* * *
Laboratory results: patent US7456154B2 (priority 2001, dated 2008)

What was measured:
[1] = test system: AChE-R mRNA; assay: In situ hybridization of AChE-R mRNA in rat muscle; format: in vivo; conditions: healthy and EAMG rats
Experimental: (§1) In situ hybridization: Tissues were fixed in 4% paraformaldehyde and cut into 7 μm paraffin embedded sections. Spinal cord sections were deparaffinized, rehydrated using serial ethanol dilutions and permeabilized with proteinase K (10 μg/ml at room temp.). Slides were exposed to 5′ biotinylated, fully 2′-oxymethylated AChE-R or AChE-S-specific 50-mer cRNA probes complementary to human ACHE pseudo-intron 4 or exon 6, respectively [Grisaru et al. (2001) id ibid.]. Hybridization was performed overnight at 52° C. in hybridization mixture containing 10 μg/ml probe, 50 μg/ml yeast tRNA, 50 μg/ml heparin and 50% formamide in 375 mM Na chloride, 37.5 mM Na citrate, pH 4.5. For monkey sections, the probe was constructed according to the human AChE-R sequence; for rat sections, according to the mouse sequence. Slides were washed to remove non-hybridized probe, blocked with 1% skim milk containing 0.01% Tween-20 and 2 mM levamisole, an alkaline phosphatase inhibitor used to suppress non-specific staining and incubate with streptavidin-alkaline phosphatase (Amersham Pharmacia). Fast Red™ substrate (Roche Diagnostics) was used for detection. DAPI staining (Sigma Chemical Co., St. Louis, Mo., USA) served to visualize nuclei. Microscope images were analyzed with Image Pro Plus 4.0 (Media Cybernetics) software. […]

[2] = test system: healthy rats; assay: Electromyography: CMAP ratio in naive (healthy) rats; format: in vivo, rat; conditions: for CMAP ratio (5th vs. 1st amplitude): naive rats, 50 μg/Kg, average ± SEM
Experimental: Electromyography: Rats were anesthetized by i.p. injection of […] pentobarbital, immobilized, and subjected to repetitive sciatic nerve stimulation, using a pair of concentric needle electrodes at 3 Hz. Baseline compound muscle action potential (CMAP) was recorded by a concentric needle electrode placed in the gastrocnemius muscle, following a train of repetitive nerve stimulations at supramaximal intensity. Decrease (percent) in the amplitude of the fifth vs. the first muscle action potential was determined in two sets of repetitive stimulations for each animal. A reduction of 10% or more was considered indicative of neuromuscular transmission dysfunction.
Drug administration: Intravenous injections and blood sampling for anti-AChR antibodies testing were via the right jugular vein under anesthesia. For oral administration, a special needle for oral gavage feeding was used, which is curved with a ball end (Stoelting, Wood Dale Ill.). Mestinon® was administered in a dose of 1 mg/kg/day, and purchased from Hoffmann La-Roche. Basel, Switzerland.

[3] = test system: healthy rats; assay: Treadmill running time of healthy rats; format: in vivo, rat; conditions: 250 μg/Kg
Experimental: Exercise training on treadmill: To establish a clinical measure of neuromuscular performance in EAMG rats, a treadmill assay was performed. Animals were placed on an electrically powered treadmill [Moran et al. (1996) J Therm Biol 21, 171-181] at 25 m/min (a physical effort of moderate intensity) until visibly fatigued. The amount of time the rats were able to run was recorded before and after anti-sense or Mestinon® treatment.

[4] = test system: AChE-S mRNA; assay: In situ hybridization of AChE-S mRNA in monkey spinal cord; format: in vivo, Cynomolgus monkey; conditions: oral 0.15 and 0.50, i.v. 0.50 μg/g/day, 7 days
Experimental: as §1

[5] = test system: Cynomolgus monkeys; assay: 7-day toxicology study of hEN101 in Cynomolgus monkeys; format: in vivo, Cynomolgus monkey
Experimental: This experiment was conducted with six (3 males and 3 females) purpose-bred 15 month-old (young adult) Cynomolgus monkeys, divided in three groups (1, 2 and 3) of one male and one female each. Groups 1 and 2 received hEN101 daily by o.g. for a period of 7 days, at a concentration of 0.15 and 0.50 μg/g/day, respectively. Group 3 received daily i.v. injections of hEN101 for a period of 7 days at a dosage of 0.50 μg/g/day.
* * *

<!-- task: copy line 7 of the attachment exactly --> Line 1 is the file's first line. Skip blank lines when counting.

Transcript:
Drug administration: Intravenous injections and blood sampling for anti-AChR antibodies testing were via the right jugular vein under anesthesia. For oral administration, a special needle for oral gavage feeding was used, which is curved with a ball end (Stoelting, Wood Dale Ill.). Mestinon® was administered in a dose of 1 mg/kg/day, and purchased from Hoffmann La-Roche. Basel, Switzerland.